Eight years since the 2005 BDS Call, the principal question for the movement is if the tactic is being incorporated into a common Palestinian vision and political commitment? It is important to cultivate a culture of ‘internal’ resistance (within the homeland) that feeds into actions on ‘external’ levels (internationally). Several factors contribute to the current condition of political inaction among the Palestinian populace: pending reform of the Palestine Liberation Organization, fractured Palestinian political factions, the reign of the Palestinian Authority and the logic of Oslo, the widespread disappointment with the Palestinian leadership’s performance and the growth of an ‘NGO culture’ oriented towards donors’ agendas rather than collective concerns. As a result, Palestinian national values of struggle for liberation have receded.

Affecting more Palestinians than any single military operation could, displacement is the biggest threat to Palestinian life today. In the past year alone, Israel displaced thousands of Palestinians in Jerusalem, West Bank Area C and the Gaza Strip Buffer Zone. In May, Israel approved the Prawer Plan that threatens to forcibly displace up to 70,000 Palestinian Bedouins in the Naqab.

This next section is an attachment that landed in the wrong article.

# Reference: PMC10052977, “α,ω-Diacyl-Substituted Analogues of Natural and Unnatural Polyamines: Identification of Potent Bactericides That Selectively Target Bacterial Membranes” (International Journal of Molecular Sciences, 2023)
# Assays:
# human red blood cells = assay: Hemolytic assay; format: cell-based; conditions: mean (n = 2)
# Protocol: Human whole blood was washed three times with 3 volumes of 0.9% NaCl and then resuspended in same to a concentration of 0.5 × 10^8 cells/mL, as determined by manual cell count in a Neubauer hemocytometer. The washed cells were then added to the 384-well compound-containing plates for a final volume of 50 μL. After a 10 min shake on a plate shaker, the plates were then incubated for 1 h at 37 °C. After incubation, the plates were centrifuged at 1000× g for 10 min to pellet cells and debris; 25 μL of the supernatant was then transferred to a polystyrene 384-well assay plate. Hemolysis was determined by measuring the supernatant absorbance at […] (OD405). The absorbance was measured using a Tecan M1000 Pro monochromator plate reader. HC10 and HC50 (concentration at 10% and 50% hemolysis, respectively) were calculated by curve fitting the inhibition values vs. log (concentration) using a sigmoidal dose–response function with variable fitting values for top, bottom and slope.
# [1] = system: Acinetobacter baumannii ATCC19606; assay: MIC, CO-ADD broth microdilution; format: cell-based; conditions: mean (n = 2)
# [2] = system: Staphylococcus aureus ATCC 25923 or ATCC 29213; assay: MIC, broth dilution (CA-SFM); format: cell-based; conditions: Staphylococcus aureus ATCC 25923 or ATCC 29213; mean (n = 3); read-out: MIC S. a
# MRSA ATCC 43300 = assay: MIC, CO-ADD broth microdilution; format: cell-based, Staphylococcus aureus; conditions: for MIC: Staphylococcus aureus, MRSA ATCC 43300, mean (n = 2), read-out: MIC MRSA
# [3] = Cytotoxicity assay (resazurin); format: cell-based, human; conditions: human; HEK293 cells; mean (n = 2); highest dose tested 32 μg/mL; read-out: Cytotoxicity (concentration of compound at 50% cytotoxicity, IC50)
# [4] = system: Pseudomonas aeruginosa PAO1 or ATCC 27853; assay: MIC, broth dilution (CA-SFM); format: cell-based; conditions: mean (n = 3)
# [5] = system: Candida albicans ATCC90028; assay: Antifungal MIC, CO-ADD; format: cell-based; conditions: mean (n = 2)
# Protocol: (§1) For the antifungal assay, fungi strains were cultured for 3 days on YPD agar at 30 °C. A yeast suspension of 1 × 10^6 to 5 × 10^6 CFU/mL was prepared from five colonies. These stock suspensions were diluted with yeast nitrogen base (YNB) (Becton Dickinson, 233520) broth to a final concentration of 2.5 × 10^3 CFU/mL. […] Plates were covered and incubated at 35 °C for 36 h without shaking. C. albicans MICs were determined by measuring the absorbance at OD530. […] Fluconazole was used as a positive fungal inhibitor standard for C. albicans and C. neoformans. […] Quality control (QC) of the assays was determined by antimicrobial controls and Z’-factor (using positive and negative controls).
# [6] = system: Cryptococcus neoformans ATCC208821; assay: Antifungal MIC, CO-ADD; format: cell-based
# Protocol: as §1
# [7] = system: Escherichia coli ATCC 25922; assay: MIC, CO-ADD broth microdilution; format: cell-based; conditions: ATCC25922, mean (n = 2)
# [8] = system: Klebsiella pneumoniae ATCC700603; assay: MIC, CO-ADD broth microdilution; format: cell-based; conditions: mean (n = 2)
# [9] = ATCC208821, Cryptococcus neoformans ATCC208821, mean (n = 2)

Summary of interview with Nasser Nawaja’a, a resident of Susya - by Halimah Al Ubeidiya and Wassim Ghantous

In the past year, BADIL has conducted more than 60 interviews with Palestinian victims of Israeli forcible displacement. These interviews were an essential part of the handbookpublished earlier this year, and for which we dedicate this issue of al-Majdal. In this section of the magazine, we bring you summaries of two compelling stories of displacement and resistance. We hope these interviews shed light on the human dimensions of forced population transfer, an issue more often described in dry and distanced legal language.

Summary of interview with Alaa Salman, a resident of Beit Safafa - by Halimah Al Ubeidiya and Wassim Ghantous